The Central Problem of Economics


In economics, the basic problem is one that discusses limited resources but unlimited ones. This is known as scarcity. This suggests that at any point of time, the economy cannot consume beyond a given point and every action incurs opportunity cost (cost in terms of the next best alternative foregone). This suggests that people must make economic decisions that maximize their welfare.


With reference to diagram, the line shows the maximum production capacity of producing the products. At any given time, the economy can produce 100 units of capital goods or 200 units of consumer goods, but not both. This explains for the basic problem of scarcity, for example there is limited labor or technology in the country at this point of time. Hence for the economy to consume beyond their initial capacity, they must increase their factor inputs (land, labor, capital) to increase capacity to PPC2. It is possible for the economy to consume less than their maximum capacity, this happens when not all resources are utilized (for example, some people are not working). This means they consume at point E or D, which is less than the maximum capacity.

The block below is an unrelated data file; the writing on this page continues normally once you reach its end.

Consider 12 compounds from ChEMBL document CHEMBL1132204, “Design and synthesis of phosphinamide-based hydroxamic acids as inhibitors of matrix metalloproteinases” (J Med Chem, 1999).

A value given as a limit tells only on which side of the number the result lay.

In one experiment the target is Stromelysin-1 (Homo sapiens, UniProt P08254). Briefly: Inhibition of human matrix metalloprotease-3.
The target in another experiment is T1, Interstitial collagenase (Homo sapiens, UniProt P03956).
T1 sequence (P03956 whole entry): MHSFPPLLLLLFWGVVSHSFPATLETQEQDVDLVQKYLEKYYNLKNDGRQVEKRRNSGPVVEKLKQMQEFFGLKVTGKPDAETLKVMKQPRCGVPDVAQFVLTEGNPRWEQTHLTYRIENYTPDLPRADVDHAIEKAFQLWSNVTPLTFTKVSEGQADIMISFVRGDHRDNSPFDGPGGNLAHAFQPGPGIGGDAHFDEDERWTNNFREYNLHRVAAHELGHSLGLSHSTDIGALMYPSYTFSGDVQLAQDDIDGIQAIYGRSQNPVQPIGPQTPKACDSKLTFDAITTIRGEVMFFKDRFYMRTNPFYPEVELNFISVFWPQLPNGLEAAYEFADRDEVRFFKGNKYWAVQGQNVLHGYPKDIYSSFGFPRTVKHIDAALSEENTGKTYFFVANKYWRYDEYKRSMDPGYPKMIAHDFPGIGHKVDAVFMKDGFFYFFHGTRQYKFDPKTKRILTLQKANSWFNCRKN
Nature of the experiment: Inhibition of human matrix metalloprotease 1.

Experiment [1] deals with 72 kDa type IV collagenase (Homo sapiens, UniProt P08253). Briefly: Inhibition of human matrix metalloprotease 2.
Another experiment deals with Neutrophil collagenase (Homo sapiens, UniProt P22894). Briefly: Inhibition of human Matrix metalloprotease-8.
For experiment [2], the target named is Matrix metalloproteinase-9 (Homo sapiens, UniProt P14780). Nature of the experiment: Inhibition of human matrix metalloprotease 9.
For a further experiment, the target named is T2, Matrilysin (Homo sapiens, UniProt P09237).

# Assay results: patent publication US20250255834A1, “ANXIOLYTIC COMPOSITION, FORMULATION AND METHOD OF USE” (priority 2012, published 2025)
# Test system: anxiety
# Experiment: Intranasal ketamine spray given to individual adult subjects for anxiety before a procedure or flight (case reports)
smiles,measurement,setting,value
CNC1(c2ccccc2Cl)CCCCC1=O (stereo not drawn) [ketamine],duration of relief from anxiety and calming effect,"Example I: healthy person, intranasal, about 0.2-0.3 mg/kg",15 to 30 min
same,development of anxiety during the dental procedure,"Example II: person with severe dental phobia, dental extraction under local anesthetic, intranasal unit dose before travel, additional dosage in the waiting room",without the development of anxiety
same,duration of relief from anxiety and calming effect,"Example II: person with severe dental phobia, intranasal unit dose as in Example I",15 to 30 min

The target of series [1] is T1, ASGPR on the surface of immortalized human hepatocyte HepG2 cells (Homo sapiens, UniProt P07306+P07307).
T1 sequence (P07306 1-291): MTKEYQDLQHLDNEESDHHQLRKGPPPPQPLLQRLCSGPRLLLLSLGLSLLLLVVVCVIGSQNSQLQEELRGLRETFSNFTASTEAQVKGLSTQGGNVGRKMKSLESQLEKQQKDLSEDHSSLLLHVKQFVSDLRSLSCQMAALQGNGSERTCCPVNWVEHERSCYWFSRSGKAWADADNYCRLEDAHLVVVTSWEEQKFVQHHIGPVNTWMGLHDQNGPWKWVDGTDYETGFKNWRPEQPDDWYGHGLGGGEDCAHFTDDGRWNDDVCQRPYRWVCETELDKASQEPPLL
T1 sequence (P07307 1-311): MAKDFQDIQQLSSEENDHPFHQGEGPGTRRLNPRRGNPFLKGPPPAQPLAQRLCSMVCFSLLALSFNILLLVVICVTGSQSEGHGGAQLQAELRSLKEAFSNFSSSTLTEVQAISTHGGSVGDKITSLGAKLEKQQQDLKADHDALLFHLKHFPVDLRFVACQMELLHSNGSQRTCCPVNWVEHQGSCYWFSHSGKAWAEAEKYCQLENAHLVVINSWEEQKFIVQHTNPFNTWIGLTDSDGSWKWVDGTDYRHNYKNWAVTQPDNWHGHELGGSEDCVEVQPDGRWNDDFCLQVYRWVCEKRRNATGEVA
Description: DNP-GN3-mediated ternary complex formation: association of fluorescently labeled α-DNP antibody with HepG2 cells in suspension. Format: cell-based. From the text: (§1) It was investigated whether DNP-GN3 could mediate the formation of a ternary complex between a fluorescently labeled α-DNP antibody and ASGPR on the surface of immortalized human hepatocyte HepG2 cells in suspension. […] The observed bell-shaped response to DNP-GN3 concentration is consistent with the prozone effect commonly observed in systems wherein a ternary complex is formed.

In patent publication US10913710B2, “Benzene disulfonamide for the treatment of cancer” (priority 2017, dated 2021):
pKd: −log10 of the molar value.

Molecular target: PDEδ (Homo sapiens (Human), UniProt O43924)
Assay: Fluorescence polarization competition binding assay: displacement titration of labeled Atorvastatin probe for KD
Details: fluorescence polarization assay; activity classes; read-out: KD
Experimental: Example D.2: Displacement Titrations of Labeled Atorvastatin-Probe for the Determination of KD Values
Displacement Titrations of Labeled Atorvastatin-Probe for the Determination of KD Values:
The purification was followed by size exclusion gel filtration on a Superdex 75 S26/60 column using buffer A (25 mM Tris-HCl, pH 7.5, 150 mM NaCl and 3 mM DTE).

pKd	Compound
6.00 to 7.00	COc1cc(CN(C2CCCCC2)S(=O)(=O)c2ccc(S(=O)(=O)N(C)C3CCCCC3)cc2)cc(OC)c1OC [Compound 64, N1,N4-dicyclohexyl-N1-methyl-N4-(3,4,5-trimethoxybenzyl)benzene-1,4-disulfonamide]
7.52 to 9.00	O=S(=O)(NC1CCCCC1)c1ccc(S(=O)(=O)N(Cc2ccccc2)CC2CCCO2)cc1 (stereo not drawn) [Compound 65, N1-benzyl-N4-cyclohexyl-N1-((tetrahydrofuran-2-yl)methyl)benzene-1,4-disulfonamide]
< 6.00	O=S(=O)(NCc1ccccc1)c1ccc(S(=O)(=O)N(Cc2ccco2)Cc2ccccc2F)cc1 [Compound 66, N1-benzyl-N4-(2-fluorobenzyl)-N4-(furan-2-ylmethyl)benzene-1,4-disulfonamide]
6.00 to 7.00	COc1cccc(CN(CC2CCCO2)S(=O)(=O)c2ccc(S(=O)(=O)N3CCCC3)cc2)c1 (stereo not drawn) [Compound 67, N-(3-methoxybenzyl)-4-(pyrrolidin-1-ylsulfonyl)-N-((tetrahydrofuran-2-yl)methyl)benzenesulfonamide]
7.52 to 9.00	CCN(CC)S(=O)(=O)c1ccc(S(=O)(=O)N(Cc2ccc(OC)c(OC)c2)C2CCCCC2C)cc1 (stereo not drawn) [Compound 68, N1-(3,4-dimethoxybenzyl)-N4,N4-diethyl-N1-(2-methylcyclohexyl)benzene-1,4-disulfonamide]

The diagram also shows the concept of opportunity cost, which is the cost in terms of the next best alternative foregone. This can be seen from points A and B. If producers decided to use produce more capital goods (and hence spend more resources on them), then they give up the available resources that could be used to produce consumer goods. Consider the points A and B, as economy produces more consumer goods at point B, they gave up capital goods which is the opportunity cost incurred.

This suggests that consumers and producers have to make choices that best maximize their economic welfare or utility.

-by Quintessential Education

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